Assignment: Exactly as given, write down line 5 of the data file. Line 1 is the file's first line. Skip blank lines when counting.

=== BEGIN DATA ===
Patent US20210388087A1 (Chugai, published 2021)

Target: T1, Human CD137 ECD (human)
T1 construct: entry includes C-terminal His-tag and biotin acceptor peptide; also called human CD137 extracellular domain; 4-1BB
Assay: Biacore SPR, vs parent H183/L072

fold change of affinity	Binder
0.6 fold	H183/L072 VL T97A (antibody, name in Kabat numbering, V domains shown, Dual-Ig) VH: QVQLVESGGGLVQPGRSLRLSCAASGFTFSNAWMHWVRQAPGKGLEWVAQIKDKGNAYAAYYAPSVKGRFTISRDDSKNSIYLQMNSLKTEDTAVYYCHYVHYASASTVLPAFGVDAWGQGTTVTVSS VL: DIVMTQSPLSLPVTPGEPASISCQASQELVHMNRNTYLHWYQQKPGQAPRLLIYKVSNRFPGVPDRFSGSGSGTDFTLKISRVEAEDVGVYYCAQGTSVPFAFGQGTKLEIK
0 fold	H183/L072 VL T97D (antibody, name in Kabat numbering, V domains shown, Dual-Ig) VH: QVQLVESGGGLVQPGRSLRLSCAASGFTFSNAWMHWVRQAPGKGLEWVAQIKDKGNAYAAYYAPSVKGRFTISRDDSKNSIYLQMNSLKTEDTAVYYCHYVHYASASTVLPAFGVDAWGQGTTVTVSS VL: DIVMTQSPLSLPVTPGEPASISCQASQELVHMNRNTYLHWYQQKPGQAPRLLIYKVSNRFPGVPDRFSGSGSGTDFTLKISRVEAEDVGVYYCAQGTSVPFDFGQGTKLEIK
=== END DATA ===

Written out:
fold change of affinity	Binder